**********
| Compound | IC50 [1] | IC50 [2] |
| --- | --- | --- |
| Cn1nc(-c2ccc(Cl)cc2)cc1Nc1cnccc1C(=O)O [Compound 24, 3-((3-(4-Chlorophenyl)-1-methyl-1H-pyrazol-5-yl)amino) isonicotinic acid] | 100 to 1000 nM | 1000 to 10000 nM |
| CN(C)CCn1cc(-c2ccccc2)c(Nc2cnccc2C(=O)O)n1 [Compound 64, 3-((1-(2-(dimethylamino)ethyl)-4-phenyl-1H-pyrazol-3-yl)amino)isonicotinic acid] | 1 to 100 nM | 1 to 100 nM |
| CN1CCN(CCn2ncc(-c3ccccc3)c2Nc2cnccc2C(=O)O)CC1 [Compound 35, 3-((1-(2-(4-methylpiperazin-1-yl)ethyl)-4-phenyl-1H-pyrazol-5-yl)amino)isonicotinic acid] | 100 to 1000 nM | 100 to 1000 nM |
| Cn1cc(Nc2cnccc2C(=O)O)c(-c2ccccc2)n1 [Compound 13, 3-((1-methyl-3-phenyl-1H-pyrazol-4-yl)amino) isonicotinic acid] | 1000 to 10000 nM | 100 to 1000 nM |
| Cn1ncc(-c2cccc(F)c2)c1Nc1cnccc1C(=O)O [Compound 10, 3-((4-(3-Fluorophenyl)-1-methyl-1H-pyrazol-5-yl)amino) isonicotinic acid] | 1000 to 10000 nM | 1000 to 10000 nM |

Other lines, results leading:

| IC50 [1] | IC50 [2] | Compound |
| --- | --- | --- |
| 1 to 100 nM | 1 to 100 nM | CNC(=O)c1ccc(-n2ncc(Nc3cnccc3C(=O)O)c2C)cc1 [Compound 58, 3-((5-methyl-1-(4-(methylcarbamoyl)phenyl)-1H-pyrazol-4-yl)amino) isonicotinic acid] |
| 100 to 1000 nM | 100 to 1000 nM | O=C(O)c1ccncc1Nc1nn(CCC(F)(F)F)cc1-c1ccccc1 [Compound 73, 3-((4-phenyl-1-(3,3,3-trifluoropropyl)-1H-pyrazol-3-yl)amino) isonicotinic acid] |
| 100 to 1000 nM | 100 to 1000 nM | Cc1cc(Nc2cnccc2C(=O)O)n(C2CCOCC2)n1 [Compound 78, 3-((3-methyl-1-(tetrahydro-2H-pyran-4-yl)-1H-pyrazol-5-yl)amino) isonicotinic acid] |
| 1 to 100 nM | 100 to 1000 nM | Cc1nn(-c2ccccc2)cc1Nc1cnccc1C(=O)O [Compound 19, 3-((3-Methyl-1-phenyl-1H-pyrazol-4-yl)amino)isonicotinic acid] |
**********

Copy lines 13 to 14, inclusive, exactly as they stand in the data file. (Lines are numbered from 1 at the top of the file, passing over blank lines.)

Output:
| 100 to 1000 nM | 100 to 1000 nM | Cc1cc(Nc2cnccc2C(=O)O)n(C2CCOCC2)n1 [Compound 78, 3-((3-methyl-1-(tetrahydro-2H-pyran-4-yl)-1H-pyrazol-5-yl)amino) isonicotinic acid] |
| 1 to 100 nM | 100 to 1000 nM | Cc1nn(-c2ccccc2)cc1Nc1cnccc1C(=O)O [Compound 19, 3-((3-Methyl-1-phenyl-1H-pyrazol-4-yl)amino)isonicotinic acid] |